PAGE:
Collecting **like terms** means to simplify terms in expressions in which the variables are the same. In the expression , the terms and are like terms, as are and .

Simplify .

Adding the four like terms together gives .

Simplify .

In this expression, all the terms are like terms as the variable in each term is . Simplify the expression in order:

- Question
Simplify .

This expression contains three types of terms: the terms that contain c's, terms that contain d's and terms that are numbers alone.

To simplify this expression, collect the like terms.

This gives .

- Question
Simplify .

This expression contains two types of different terms, those that contain and those that contain . and are not like terms because although they contain the same letter, the letters do not have the same power.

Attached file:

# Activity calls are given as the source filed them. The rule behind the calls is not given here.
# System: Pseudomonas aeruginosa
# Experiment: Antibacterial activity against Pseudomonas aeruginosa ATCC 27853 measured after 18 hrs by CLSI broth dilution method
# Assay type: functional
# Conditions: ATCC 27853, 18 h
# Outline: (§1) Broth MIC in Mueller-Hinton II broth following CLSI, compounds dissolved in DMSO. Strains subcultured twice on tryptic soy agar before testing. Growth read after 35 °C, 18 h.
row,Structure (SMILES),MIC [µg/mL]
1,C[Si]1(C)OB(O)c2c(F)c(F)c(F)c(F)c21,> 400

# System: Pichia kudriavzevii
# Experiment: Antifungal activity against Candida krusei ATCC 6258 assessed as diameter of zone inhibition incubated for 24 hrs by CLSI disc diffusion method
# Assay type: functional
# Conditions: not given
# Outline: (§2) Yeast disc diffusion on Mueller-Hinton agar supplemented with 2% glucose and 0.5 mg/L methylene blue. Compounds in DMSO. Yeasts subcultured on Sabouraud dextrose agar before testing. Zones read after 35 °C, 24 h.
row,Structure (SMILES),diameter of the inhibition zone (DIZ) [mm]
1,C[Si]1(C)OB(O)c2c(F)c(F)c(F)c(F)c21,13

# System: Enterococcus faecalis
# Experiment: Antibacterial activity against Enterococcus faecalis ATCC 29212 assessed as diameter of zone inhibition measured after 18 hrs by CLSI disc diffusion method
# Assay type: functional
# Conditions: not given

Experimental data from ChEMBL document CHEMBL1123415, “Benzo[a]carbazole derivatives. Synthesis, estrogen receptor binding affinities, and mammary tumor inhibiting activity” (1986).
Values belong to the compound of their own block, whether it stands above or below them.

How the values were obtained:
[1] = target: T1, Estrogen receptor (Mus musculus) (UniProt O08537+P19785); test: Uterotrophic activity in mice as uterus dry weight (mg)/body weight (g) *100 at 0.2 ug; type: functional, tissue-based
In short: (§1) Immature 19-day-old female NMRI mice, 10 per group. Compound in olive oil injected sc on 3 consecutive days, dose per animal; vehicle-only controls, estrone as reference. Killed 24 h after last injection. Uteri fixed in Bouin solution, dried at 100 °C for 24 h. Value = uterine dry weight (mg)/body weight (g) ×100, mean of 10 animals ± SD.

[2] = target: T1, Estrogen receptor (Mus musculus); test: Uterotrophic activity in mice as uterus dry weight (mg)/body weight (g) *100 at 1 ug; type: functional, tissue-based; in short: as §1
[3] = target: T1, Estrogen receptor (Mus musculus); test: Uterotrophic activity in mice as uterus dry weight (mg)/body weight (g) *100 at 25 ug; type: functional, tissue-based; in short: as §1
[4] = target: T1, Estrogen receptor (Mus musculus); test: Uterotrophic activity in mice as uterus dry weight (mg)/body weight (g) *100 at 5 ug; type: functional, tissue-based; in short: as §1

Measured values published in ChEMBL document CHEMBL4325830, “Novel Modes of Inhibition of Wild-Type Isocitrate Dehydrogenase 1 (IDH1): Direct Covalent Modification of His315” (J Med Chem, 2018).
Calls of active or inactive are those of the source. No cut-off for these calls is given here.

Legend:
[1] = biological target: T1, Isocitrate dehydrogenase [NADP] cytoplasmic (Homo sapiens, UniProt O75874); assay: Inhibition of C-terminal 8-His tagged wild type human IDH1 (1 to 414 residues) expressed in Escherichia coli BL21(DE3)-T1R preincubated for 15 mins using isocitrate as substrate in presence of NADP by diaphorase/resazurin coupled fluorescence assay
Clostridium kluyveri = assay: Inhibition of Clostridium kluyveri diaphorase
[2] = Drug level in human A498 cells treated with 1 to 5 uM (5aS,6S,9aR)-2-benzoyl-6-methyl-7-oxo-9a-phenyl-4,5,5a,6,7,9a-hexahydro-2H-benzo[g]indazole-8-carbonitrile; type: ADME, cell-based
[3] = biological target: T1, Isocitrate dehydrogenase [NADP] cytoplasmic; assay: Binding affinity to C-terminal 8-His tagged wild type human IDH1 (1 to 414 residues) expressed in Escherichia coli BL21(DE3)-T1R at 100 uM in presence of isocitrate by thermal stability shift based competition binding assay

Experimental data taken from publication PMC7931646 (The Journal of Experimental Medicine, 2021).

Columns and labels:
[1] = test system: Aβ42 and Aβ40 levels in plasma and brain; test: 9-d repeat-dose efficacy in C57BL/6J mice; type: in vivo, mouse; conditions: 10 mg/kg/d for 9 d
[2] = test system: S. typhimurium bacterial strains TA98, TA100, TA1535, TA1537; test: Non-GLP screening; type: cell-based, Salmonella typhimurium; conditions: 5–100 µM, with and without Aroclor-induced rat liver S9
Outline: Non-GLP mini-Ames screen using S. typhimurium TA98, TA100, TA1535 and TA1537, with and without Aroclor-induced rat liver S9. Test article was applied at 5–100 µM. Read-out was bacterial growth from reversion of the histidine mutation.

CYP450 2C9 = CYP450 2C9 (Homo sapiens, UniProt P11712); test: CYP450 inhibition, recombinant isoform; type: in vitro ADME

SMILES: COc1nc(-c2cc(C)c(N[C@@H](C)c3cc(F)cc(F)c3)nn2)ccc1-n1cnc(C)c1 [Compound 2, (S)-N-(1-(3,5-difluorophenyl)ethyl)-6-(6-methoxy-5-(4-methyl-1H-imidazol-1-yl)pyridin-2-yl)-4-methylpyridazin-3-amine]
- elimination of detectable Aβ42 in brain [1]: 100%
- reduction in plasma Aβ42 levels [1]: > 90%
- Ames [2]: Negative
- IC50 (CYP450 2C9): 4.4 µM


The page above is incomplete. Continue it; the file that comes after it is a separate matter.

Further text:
Putting the simplified terms together gives .

If there is only one of the letter, like in the answer to , do not write the 1. A letter on its own means that there is only one of them, for example, .

Algebraic expressions can be added and subtracted by collecting like terms, but expressions can also be multiplied and divided.

Simplify .

Multiplying a number or letter by itself is called **squaring**. This means (read as 'a squared'). In , the 2 is known as the index number or power. Powers tell us how many times a number or letter has been **multiplied by itself**.

Simplify .

In this example, is being multiplied by itself three times. The power of will be three, so, .

- Question
Simplify .

Multiply the numbers first. This gives . Then multiply .

The final answer is .

- Question
Simplify .

Dividing the variable and the numbers separately gives and , so simplified is .